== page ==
A district attorney on Long Island said Thursday she will ask New York's governor to appoint a special prosecutor to investigate a troubled local police department crime lab after a judge rejected concerns that potential conflicts may arise from her probe of an agency also involved in law enforcement.
"We are moving quickly to ask the governor to appoint a special prosecutor so we can begin the process of restoring the faith that the public deserves to have in its criminal justice system," Nassau County District Attorney Kathleen Rice said in a statement.
Nassau officials closed the crime lab last week amid revelations that examiners were producing inaccurate measurements in drug cases, and that police supervisors were aware of problems months before a national accrediting agency placed the lab on probation in December.
Rice, who unsuccessfully ran for state attorney general in 2010, announced earlier this week that she was appointing a fellow losing rival for the post, Eric Dinallo, to investigate the lab troubles, pending approval by the court.
On Thursday, state Supreme Court Justice William Donnino rejected Rice's request.
"The claim ... that neither the Nassau County District Attorney nor any other district attorney can investigate police officials and employees connected to the Nassau County Police Department laboratory `in light of their strong ties with law enforcement,' is simply not correct," Donnino said in a six-page ruling. "A district attorney is not disqualified simply because the object of an investigation or prosecution is a police officer."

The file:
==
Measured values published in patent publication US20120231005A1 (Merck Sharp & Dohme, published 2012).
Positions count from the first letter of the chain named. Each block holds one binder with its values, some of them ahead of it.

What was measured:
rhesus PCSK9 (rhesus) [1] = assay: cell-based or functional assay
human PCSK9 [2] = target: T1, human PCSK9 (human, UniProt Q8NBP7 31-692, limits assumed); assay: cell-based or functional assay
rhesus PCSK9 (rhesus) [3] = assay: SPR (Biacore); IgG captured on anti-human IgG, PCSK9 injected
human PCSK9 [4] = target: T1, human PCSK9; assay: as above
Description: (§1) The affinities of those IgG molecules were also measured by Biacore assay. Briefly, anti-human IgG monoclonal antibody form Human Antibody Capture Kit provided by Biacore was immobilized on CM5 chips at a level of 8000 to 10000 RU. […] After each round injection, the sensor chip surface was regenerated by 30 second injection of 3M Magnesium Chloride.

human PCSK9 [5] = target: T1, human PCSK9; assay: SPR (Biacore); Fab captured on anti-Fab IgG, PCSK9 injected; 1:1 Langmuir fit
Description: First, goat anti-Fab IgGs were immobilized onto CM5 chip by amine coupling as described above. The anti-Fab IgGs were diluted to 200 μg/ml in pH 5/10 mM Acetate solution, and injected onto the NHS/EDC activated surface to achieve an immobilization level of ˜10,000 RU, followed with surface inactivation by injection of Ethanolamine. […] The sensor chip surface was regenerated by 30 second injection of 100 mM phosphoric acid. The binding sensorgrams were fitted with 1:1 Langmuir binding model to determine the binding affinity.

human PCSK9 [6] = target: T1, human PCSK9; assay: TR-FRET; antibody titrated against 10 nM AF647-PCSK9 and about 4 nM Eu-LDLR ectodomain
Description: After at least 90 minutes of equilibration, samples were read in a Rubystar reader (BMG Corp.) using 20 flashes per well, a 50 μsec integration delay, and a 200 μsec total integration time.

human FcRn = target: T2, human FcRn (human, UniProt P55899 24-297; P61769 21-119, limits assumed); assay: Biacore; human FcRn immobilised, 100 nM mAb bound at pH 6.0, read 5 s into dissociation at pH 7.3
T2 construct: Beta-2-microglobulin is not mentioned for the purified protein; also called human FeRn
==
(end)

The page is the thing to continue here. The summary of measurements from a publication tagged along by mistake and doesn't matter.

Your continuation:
Marc Gann, president of the county Bar Association, agreed with the judge's ruling.
"The most important thing is to get the proper individual appointed as soon as possible so that a full and thorough investigation can be conducted free of potential conflicts of interest, at the same time, ensuring that individual rights are protected," he said in a statement.
Besides analyzing drugs, the lab handles ballistics, blood-alcohol and other police evidence, ranging from homicide investigations to larcenies. Evidence in all current cases is being sent to an independent lab for analysis.
Defense attorneys have filed motions in more than a dozen cases questioning whether their clients received fair treatment, and Rice has conceded some convictions could be overturned.
In December, the American Society of Crime Laboratory Directors/Laboratory Accreditation Board placed the lab on probation, citing failures to comply with nationally recognized standards, including improper maintenance of equipment and instruments, failure to properly mark evidence, failure to properly store evidence, failure to secure the lab and inadequate record-keeping.
The Nassau lab is currently the only one in the country under such sanctions.
County officials reacted to the disciplinary action by transferring control of the lab from the police department to the county medical examiner's office. The lab's interim director has cited staffing shortages for some of the problems and immediately began recruiting new technicians.
Donnino also said in his decision that the state Constitution and other statutes "have vested with the governor the power to supersede a district attorney," and later noted "the governor's authority to do so is generally left to his sound discretion."
The judge, however, agreed that Rice was correct that the lab operation needs to be done: "A thorough and immediate investigation by a prosecutor appears necessary, and every effort must be made to guarantee that no person is presently in jail or being prosecuted because of any failures, criminal or negligent, by the laboratory, its supervisors or others."